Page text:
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I remember my first time in Amsterdam, a magical city with dainty bridges over canals, and quaint buildings along it, whose tops symbolize various forms of architecture. Different gables, bell, neck-shaped and laddered, according to the fashion.

Our hotel was far from Rosse Buurt, so we walked and had dinner in an area close to the district. I never forget that name because it is a vivid memory of how things worked in that part of town. The restaurant had a good view of the Red Light District, comprising of houses whose windows displayed young women in their underwear. Once the curtains were drawn and the light faded, it meant they were busy. Other windows lit up and faded into darkness throughout the dinner. What a life, I thought, open, uninhibited.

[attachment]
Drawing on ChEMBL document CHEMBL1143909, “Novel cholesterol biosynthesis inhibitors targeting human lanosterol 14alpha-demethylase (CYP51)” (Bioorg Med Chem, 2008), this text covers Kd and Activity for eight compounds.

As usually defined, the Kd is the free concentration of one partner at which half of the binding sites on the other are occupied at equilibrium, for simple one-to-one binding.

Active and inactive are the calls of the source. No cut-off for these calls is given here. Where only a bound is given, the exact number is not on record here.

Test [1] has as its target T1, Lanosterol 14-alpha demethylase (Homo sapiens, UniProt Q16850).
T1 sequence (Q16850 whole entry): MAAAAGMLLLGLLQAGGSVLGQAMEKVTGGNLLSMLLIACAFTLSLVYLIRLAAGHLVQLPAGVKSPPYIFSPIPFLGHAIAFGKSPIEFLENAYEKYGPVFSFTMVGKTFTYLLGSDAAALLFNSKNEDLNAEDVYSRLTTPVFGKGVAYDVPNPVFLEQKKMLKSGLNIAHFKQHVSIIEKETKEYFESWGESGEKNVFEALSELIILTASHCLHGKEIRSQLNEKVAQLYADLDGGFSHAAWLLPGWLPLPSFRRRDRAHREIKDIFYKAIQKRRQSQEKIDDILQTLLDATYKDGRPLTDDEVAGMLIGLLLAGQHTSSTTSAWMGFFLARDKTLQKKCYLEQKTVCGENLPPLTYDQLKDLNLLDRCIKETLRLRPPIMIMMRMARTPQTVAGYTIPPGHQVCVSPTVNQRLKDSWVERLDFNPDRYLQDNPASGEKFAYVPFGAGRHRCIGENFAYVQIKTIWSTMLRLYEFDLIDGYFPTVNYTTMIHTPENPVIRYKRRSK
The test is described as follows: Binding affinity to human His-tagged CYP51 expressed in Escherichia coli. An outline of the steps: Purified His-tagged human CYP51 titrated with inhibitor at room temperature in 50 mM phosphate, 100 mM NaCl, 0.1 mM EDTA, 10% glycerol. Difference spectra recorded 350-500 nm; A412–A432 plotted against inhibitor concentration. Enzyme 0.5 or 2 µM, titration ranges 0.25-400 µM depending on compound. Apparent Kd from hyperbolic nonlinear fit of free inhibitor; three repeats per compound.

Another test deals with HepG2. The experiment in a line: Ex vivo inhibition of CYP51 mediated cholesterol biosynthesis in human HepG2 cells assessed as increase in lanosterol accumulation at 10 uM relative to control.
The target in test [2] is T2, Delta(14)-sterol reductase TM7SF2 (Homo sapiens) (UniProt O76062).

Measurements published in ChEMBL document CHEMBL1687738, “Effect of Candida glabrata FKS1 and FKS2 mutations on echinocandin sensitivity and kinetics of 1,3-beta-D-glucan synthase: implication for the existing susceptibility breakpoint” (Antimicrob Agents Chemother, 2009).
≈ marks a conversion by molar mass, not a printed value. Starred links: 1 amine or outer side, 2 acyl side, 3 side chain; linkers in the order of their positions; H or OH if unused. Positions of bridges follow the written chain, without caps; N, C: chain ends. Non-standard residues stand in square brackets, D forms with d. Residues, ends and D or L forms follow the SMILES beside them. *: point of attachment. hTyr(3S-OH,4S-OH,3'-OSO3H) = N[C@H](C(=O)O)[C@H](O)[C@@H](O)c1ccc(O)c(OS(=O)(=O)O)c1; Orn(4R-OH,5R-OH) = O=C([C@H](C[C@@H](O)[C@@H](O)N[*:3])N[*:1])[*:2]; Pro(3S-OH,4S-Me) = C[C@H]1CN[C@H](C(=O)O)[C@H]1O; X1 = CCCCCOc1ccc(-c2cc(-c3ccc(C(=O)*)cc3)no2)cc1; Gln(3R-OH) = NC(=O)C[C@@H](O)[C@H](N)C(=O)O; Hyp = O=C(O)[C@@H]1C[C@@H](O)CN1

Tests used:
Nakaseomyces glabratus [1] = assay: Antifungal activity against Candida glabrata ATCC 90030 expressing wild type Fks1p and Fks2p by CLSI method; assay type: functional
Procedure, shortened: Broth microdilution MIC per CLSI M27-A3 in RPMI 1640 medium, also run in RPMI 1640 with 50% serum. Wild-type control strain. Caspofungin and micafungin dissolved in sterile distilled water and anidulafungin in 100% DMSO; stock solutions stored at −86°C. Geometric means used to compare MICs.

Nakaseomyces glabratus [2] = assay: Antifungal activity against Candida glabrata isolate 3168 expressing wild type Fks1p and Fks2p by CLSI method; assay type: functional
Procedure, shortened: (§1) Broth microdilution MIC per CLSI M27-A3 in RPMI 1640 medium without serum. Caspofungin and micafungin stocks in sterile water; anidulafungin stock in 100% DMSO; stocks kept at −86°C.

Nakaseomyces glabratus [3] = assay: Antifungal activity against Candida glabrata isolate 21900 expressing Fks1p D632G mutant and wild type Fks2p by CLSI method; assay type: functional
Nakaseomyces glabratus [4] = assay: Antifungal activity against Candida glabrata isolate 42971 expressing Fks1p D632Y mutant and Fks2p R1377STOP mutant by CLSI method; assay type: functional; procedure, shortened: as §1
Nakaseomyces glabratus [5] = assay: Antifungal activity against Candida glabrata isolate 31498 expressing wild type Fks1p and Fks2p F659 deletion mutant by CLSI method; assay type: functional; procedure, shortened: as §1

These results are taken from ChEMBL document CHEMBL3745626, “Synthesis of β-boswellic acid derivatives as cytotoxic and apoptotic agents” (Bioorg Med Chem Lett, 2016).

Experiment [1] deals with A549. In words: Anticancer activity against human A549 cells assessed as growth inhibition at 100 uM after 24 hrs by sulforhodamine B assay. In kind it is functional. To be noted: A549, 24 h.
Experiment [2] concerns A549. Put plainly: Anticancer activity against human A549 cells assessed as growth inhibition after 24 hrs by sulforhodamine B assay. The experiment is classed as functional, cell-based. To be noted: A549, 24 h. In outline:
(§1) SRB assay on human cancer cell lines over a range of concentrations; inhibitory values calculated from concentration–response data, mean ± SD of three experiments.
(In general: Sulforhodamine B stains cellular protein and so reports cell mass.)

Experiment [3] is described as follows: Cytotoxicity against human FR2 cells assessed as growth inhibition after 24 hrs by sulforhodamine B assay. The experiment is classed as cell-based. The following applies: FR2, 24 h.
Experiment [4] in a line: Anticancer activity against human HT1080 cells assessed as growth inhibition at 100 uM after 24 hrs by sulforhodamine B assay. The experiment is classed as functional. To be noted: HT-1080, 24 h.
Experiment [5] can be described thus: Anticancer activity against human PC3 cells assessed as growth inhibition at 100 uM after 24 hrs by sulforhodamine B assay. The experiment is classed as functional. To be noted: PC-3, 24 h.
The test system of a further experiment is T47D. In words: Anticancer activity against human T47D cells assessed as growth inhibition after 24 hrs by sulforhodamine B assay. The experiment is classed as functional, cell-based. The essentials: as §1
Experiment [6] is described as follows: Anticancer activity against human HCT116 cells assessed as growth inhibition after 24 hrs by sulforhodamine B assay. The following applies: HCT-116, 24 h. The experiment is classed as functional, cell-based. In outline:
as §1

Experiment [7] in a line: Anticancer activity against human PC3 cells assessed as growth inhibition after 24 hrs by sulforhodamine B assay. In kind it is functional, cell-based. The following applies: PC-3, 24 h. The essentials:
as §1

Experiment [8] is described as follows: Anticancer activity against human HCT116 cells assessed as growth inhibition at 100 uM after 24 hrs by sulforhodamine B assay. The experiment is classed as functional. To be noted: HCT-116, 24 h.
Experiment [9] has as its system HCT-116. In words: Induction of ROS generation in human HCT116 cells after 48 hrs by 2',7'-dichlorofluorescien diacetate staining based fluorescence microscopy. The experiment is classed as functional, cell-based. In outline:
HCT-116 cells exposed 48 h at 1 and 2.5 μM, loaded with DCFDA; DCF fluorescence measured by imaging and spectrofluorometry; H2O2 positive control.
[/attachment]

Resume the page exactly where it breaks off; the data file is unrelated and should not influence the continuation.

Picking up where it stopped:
Prostitution is the oldest profession in history. I remember seeing a sign in Ephesus, probably the oldest bit of advertising, stating, “If you go right, you’ll find your heart’s key,” pointing to a house of joy.

Men marry proper women who bear proper children, but some can’t stay away from the women of joy, can they, and perhaps have some illegitimate children. What’s the secret? The proper versus the improper? Perhaps they prefer the less inhibited? There are many answers to this question. I think it has to do with the alter ego and the rebellion against what’s proper.

Recently, I read that Rosse Buurt will be moved out of Amsterdam. Amsterdam will not be Amsterdam without Rosse Buurt. It will never be the same. With this on my mind, I listen to Jacques Brel.

non-fiction